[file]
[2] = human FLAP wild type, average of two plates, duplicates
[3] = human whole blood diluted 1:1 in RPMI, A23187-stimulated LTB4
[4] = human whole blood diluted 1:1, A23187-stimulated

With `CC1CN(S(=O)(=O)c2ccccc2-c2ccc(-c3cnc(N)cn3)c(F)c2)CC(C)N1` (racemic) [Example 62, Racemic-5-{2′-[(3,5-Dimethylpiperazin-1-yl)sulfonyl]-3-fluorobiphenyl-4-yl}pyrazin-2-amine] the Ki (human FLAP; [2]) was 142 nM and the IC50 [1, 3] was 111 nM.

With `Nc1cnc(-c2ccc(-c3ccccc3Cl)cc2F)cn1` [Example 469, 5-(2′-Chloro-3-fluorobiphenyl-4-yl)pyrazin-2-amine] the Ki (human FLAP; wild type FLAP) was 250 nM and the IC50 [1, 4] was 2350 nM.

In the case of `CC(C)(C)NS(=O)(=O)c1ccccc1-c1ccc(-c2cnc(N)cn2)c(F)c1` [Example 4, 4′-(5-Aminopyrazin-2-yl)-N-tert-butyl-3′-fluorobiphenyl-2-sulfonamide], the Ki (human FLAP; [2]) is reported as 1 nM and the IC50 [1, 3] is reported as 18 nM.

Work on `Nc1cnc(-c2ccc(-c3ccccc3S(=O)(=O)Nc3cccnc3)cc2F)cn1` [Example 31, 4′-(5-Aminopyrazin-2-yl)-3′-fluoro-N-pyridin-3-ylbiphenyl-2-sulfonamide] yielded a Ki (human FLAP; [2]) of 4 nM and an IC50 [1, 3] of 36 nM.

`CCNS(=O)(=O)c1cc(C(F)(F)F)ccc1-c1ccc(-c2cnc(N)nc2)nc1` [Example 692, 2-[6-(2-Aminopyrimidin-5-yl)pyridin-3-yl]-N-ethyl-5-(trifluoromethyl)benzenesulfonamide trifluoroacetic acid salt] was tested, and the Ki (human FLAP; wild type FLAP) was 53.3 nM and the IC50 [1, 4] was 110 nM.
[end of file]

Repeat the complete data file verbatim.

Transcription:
[2] = human FLAP wild type, average of two plates, duplicates
[3] = human whole blood diluted 1:1 in RPMI, A23187-stimulated LTB4
[4] = human whole blood diluted 1:1, A23187-stimulated

With `CC1CN(S(=O)(=O)c2ccccc2-c2ccc(-c3cnc(N)cn3)c(F)c2)CC(C)N1` (racemic) [Example 62, Racemic-5-{2′-[(3,5-Dimethylpiperazin-1-yl)sulfonyl]-3-fluorobiphenyl-4-yl}pyrazin-2-amine] the Ki (human FLAP; [2]) was 142 nM and the IC50 [1, 3] was 111 nM.

With `Nc1cnc(-c2ccc(-c3ccccc3Cl)cc2F)cn1` [Example 469, 5-(2′-Chloro-3-fluorobiphenyl-4-yl)pyrazin-2-amine] the Ki (human FLAP; wild type FLAP) was 250 nM and the IC50 [1, 4] was 2350 nM.

In the case of `CC(C)(C)NS(=O)(=O)c1ccccc1-c1ccc(-c2cnc(N)cn2)c(F)c1` [Example 4, 4′-(5-Aminopyrazin-2-yl)-N-tert-butyl-3′-fluorobiphenyl-2-sulfonamide], the Ki (human FLAP; [2]) is reported as 1 nM and the IC50 [1, 3] is reported as 18 nM.

Work on `Nc1cnc(-c2ccc(-c3ccccc3S(=O)(=O)Nc3cccnc3)cc2F)cn1` [Example 31, 4′-(5-Aminopyrazin-2-yl)-3′-fluoro-N-pyridin-3-ylbiphenyl-2-sulfonamide] yielded a Ki (human FLAP; [2]) of 4 nM and an IC50 [1, 3] of 36 nM.

`CCNS(=O)(=O)c1cc(C(F)(F)F)ccc1-c1ccc(-c2cnc(N)nc2)nc1` [Example 692, 2-[6-(2-Aminopyrimidin-5-yl)pyridin-3-yl]-N-ethyl-5-(trifluoromethyl)benzenesulfonamide trifluoroacetic acid salt] was tested, and the Ki (human FLAP; wild type FLAP) was 53.3 nM and the IC50 [1, 4] was 110 nM.